According to a post on the Pat-rights company Web site, the patent governs the verification of a single user before permitting the user to download tracks.
iTunes' "computer registration involves a process of identity verification in which a user is required to key into the computer the correct Apple ID and password he used to purchase the song....This is certainly a patentable technology. If iTunes does not patent it, there must be a very good reason for them not to do so--someone else has patented this," the post says.
Though Apple declined to comment, the company has been in negotiations with Pat-rights for some time, according to Joseph J. Zito, the patent lawyer representing Pat-rights.
"We expect to be successful in licensing negotiations with Apple. They're a good company that understands intellectual-property rights, and we think they'll be reasonable," he said. "My client was first in touch with Apple during the months of December and January, so Apple has been aware of the issue for a couple of months."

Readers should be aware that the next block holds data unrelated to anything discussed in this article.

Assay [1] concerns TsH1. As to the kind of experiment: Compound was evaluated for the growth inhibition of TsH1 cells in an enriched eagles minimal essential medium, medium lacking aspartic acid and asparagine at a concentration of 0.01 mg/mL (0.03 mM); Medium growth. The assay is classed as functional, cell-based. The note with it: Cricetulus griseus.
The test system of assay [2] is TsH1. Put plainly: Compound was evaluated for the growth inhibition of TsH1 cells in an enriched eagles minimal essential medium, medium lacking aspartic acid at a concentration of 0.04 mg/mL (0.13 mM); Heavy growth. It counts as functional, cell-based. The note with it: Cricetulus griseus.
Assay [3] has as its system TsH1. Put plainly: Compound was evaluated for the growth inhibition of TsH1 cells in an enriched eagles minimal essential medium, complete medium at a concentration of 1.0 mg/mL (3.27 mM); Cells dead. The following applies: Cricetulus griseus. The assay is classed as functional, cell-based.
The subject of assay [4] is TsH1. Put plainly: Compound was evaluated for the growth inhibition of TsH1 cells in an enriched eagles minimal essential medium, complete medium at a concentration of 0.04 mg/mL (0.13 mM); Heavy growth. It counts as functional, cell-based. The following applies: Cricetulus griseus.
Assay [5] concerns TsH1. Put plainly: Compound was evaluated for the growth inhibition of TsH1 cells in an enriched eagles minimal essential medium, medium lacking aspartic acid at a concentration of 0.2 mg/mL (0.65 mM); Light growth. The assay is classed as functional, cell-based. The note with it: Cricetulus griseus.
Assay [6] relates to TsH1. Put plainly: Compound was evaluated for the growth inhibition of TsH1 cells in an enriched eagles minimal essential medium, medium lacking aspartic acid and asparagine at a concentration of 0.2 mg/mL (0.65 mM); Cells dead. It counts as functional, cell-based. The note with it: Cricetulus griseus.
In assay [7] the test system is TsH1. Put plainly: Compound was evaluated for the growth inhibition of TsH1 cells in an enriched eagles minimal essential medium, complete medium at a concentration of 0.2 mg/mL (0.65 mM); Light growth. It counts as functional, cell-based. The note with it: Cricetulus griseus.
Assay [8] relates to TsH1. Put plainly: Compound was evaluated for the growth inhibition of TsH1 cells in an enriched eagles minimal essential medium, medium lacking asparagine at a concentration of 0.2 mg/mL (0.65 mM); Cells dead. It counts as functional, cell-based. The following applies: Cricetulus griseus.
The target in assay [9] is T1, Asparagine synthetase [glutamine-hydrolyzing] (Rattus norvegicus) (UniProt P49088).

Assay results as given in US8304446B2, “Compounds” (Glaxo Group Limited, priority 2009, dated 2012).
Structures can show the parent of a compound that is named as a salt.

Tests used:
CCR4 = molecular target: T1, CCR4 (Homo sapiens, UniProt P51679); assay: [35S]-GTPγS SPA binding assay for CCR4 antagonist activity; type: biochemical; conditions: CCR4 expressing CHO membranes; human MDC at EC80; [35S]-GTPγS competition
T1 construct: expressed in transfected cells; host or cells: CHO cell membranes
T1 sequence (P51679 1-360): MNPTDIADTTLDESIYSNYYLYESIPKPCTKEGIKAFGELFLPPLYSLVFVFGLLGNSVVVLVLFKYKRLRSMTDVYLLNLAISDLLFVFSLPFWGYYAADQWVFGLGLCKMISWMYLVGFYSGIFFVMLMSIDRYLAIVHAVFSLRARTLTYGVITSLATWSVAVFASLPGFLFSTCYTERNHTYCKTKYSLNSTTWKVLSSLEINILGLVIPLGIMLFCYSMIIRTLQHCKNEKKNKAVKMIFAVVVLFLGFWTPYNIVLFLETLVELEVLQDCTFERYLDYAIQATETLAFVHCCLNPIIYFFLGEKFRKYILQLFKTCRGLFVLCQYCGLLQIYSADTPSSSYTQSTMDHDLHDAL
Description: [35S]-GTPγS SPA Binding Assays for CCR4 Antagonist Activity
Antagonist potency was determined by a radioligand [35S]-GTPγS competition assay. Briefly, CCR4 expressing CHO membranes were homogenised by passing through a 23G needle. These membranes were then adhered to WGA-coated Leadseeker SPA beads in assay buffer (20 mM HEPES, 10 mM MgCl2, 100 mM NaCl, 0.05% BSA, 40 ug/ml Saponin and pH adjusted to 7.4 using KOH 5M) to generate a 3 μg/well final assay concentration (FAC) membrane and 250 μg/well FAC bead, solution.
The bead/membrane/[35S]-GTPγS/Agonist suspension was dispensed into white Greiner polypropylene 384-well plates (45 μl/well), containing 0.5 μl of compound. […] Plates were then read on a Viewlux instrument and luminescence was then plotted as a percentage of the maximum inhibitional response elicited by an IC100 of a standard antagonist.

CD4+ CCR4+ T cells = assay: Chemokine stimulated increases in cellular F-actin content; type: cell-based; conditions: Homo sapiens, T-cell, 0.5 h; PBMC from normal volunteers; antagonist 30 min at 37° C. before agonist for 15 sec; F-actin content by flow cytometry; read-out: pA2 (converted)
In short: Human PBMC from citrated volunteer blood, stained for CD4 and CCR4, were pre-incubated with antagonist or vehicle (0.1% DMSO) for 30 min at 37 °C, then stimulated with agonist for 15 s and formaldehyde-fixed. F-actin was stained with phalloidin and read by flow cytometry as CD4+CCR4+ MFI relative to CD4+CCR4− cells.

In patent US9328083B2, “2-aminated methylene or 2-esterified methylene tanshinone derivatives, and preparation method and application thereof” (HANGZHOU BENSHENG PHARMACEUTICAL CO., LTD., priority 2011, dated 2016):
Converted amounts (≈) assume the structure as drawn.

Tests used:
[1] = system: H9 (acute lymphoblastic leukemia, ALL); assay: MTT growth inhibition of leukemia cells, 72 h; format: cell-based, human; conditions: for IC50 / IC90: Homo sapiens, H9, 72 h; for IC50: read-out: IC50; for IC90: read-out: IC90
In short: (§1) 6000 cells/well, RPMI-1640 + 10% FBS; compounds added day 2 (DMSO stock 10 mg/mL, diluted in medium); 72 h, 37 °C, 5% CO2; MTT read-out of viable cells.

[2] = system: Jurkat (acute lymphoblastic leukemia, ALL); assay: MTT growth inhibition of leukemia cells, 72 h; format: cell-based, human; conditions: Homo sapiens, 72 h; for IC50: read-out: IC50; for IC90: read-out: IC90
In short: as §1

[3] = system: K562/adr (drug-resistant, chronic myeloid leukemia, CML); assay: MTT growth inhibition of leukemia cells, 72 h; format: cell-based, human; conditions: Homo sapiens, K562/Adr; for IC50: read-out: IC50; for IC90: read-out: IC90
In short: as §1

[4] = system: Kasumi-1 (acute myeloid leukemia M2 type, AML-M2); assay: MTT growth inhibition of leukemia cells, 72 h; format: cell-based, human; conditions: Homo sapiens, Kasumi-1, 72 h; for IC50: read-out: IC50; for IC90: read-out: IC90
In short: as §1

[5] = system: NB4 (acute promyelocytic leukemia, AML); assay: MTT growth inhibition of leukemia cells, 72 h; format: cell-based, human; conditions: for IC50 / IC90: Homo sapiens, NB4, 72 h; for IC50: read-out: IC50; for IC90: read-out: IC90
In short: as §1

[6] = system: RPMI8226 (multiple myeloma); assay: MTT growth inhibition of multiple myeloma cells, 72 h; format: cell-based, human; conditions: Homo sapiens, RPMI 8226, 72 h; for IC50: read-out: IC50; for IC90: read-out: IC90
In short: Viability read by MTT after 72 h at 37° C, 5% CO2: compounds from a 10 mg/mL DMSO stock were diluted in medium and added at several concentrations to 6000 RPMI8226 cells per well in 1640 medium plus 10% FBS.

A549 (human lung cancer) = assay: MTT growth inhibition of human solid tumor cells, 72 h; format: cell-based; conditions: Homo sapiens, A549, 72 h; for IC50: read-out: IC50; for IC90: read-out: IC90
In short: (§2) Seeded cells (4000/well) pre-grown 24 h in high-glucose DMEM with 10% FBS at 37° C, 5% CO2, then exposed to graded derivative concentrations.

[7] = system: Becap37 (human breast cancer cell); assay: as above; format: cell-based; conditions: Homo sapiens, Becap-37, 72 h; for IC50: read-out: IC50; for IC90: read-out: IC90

Zito declined to comment on whether the patent is a working implementation or purely a design. "That's going to be an important issue in this case, as it is in all such cases. This case will hinge on a lot of things, so I'd rather not comment on what our plan is," he said.
Zito said that the patent may be applicable to a variety of DRM schemes but said he isn't aware of any plans to take action against other companies.
Currently, Pat-rights is gunning for 12 percent of Apple iPod and iTunes profits, but if the matter comes to court, the payoff could be equally lucrative for the patent holder. If Apple is found to have willfully infringed the patent, damages could be tripled.
If the issue is not settled by March 21, Pat-rights intends to file suit.
Apple is currently involved in another patent battle, with Advanced Audio Devices, which claims iTunes violates its patent, filed in 2003, on a "music jukebox which is configured for storing a music library therein."